Marketeer of the Month
McBollocks! No doubt the first thing uttered by this issue’s “Marketeer of the Month” when he heard his fast food empire’s quarterly results had fallen for the first time in history.
For decades it seemed like McDonald’s, and marketing supremo Ronald in particular, could do no wrong. The chain’s growth has, until last year, seemed inexorable. It currently boasts more than 30,000 restaurants in 118 countries, serving a staggering 46 million people every day. Nevertheless, despite the ubiquity and the universal recognition, there’s no denying McDonald’s is a brand facing turbulent times. And Ronald knows it. The clown has already been forced to step down as the face of the brand in France. Around 700 restaurants have been closed in the main markets of America and Japan, and planned openings in 2003 have been cut by 40 per cent to 450 globally. Ronald’s Golden Arches aren’t exactly crumbling, but they could certainly do with a bit of brand maintenance.
“As a brand they have numerous problems, which I’m not sure they’ve done enough about,” confirmed Greg Taylor, head of brand innovation at Elmwood. “One of the main areas they need to re-look at is the restaurant environments themselves. Whenever you go into one you never feel inclined to stick around. It’s all very clinical. In my mind they’re sacrificing the opportunity for a real brand experience in favour of brand efficiency. They need to make a visit more rewarding.”
Taylor also believes that the corporation isn’t helping itself with its attitude to public concern over its food. “They claim to be listening to the numerous complaints from consumer groups whilst maintaining the same standards, particularly in the US. In America they still market ‘Mighty Kids’ meals, which is basically double what you get in a ‘Happy Meal’. It looks like they say one thing in public and another thing altogether with their products.”
Taylor does recognise that Ronald et al are at least trying to revitalise the menu with the New Tastes range, but sees that as a rather belated attempt “to catch up”, whilst believing others could see it as “an admission that their traditional range is in trouble”.
Martin Carr of True North found it hard to be any more positive and any less cynical. When quizzed over how the McDonald’s brand could evolve to retain its traditional popularity, he answered – “It can’t. It has to find a different popularity.” He added: “A multinational oil producer that was getting a lot of flak for polluting local waterways once asked its advisers how it could improve its image. Their answer? ‘Stop polluting things.’ I doubt the culture and nature of McDonald’s and its products could allow for, nor could it afford, such a paradigm shift.”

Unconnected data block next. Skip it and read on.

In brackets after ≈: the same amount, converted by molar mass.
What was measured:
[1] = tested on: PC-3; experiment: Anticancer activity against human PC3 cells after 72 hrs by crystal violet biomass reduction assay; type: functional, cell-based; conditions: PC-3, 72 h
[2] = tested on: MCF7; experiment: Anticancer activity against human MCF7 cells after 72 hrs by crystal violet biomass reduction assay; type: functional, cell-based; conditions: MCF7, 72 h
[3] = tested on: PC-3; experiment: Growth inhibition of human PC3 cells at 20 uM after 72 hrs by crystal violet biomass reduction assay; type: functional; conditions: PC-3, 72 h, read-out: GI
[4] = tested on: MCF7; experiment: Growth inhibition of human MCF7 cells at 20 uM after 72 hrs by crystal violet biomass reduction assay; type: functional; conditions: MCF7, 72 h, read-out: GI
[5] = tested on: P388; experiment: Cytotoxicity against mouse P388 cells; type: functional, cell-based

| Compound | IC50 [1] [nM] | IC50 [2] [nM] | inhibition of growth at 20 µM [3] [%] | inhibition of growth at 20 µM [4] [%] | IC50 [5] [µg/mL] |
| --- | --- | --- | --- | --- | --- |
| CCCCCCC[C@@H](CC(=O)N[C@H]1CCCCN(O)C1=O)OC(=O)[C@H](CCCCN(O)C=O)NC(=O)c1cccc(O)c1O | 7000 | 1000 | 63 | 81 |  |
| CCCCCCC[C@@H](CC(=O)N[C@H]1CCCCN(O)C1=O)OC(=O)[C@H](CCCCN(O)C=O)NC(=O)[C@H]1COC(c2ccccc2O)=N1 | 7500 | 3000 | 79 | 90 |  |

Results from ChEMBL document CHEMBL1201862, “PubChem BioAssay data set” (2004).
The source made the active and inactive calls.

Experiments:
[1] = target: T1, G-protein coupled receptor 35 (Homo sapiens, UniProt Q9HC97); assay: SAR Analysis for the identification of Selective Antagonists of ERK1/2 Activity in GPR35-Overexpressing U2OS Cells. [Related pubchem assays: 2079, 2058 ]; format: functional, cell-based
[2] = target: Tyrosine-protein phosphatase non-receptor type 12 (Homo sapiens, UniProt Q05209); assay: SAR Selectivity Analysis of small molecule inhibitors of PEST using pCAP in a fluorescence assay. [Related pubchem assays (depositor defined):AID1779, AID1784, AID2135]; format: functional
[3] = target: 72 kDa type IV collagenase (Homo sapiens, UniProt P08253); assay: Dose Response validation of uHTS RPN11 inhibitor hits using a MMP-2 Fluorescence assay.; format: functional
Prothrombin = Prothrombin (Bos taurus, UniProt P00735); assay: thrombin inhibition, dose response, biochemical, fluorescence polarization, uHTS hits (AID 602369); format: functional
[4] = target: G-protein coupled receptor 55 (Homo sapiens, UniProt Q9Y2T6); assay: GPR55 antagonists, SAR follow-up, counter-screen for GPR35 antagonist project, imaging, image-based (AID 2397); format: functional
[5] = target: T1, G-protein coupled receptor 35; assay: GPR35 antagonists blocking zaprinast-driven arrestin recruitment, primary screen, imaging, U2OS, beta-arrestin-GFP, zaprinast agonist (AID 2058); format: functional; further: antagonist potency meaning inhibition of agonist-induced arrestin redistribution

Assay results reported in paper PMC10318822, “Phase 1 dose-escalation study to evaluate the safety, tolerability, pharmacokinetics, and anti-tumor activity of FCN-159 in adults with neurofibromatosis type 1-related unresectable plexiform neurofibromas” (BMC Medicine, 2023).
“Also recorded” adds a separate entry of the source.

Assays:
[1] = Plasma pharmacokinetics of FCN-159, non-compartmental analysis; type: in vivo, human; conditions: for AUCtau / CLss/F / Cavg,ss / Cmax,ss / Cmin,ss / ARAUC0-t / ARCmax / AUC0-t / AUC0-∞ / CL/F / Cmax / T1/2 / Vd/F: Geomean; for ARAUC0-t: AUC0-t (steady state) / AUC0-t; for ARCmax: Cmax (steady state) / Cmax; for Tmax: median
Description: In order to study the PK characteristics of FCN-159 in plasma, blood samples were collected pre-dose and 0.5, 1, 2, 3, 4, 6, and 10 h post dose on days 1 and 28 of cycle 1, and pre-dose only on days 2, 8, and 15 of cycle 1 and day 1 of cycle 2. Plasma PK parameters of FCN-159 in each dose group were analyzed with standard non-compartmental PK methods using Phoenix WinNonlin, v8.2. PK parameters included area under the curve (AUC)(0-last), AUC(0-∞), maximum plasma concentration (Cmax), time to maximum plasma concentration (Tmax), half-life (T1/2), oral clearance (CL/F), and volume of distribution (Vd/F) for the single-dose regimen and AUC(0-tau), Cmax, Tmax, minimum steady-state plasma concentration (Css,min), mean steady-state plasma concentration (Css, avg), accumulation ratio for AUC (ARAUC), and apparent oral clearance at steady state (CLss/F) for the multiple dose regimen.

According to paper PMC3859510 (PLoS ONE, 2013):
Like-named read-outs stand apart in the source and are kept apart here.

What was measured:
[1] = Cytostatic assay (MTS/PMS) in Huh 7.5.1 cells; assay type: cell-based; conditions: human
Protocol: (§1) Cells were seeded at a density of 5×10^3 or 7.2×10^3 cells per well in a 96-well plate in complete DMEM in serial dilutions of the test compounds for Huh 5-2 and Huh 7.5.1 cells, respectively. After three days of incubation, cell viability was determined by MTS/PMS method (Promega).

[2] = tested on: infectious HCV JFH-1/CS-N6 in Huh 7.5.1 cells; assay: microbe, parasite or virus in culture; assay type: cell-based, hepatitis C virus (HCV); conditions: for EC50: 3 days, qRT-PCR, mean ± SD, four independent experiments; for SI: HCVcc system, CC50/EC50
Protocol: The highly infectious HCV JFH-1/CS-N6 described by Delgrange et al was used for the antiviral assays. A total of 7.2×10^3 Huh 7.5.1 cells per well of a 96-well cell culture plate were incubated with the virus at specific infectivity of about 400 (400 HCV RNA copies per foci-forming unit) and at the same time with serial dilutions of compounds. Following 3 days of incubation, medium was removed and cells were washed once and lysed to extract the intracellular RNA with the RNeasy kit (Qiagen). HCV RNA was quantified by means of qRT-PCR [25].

Carr does, however, see a way forward for the company; mainly through “evolving a number of nutritionally friendly sub-brands. It already owns a third of Pret a Manger. This diversification could both secure its future and allow it to develop a number of vilification-free properties.”
But what of the McBrand itself? Can it not be safeguarded into the future? Taylor has his reservations: “Up till now McDonald’s has followed a classic global branding strategy and this can be a double-edged sword. The names it has employed are universal across markets, like Big Mac, and the bright brand colours can be seen throughout the world. This is great for brand recognition but if you’re disenfranchised by that brand experience in your local area, chances are you’ll feel disenfranchised by it wherever you come across it in the world.”
Taylor believes one way forward may be by forging stronger links with the local populations and their tastebuds. A move which already appears to be paying dividends in India, where the success of products like the Chicken Maharaja has prompted the chain to double its number of outlets over the course of 2003.
Phil Dean, MD at Thompson Design, agrees: “They could ‘stretch’ the brand more to incorporate regional differences, which they do to a degree, but they need to go further.”
Will Ronald heed this advice and push to integrate his brand further into local communities across the world? Who can tell ...? One thing we do know is that, despite the manifold problems facing the firm, it’s still floating high in the brand firmament. As Phil Dean admits, “My youngest child knew the logo before she could talk,” which, let’s face it, is pretty scary, but impressive nonetheless. With brand awareness like that it’s unlikely that Ronald and friends will get their McP45s anytime soon. However, if they want to retain their number one market position they’d better get off their McArses and address the brand’s problems before it’s too McBloody McLate.
At the time of going to press McDonald was unavailable to comment. However, his arch nemesis, Hamburglar, was only too keen to speak out about the problems the McDonald’s brand faces, saying: “Robble, robble, robble.”